Bullet Train Movie Review: Brad Pitt’s Comedy Action Thriller Loses Momentum On The Way Home; Also reviewed this week: Thirteen Lives and Prey

(16, 126 minutes)

High speed train

At the age of 58 and 3/4, Brad Pitt has reached a turning point in his career.

His production company Plan B has succeeded in many impressive films over the years, and in recent interviews, Pitt has revealed that being in front of the camera is making him less and less interesting. .

But after the breakup with Angelina Jolie, there are many signs that the actor Brad is regaining his ambition.

Since winning the Oscar for Quentin Tarantino’s bloody revenge fantasy film Once upon a time in HollywoodPitt gave us a hilarious cameo as a dashing adventurer in the Sandra Bullock comedy. The Lost City and a complicated astronaut in James Gray’s Ad Astra.

He excelled in that movie and will soon be playing silent idol John Gilbert in Damien Chazelle’s Babylona locked Oscar nominee.

Meanwhile, we have High speed trainan action horror film based on a Japanese novel and starring Pitt as Ladybug, a kind but unlucky American assassin who, as the film opens, is made with a simple task.

His manager, Maria Beetle (again Bullock), is keen to own a suitcase scheduled to be transported on a bullet train from Tokyo to Kyoto. Its contents were not disclosed and Ladybug wasn’t the only one looking for it.

In an epic, animated opening sequence, we meet Yuichi (Andrew Koji), a heartbroken father whose son is in a critical condition pushed off the roof by a mysterious assailant.

Yuichi’s family has a gang relationship and someone told him that the guy who attacked his son was on a bullet train.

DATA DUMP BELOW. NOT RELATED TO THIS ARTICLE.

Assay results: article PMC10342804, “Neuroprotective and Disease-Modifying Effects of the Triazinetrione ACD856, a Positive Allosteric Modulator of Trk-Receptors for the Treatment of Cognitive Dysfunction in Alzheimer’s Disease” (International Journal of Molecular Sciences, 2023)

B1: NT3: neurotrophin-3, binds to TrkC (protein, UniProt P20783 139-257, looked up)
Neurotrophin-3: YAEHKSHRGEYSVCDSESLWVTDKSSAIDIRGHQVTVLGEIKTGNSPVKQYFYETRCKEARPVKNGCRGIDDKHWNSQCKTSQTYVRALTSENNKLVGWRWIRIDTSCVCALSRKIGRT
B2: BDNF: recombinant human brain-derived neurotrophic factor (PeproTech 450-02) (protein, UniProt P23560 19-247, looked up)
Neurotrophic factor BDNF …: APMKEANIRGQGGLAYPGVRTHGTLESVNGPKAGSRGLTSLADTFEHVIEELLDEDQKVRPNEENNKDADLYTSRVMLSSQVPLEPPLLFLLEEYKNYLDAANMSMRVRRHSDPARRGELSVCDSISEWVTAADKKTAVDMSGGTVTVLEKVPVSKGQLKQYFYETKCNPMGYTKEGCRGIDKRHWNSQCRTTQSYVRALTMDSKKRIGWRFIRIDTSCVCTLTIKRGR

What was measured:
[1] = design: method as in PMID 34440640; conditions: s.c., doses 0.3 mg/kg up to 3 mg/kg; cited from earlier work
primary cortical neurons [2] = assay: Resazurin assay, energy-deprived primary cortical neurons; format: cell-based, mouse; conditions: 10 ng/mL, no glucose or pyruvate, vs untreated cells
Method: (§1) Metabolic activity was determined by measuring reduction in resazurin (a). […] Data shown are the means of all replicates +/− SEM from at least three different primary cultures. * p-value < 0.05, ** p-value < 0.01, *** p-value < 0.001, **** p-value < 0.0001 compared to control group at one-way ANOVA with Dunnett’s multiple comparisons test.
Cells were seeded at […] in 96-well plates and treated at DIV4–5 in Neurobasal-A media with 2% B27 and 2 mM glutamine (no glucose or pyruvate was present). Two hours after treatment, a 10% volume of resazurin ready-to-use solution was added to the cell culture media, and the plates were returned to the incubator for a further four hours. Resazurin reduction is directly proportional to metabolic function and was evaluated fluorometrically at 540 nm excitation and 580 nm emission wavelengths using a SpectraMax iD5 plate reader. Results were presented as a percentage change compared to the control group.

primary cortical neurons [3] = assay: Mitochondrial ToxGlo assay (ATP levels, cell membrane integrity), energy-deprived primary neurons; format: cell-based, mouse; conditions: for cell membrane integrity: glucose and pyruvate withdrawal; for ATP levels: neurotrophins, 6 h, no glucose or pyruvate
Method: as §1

His quest for revenge will involve the suitcase, currently in the possession of two London goons, Tangerine and Lemon (Aaron Taylor-Johnson and Brian Tyree-Henry), who have been sent by their owners. their evil benefactor, White Death (Michael Shannon), to retrieve both said suitcase and his false son (Logan Lerman).

Also interested in the luggage item is Prince (Joey King), a young assassin who plays an English schoolgirl who uses her big eyes to convince opponents that she’s not dangerous, but, as Ladybug and many others will eventually realize, she certainly is. .

Video of the day

High speed train was directed by former stunt coordinator David Leitch, one of the people behind the John Wick movies, so as you’d expect, we have a lot of close-ups.

But the emphasis is heavily on comedy here, and the fights are interspersed with flashy exchanges, especially from Ladybug, a kind of Californian killer who insists on discussing issues. his problems with everyone who tries to kill him.

Zat Olkewicz’s script has some half-baked lines, but is sassy, ​​literally, and not half as funny as it needs to be to make this sparkling adventure.

And it’s all unnecessarily complicated: when a movie starts to introduce multiple characters with frozen-frame lore and potted plots, you know its producers are worried that they I won’t be able to track what’s going on.

We could, but halfway through I more or less lost interest. There are, so to speak, borrowings from the likes of Guy Ritchie and Quentin Tarantino, but I’ve always found the alternation of laughter and masochism disturbing.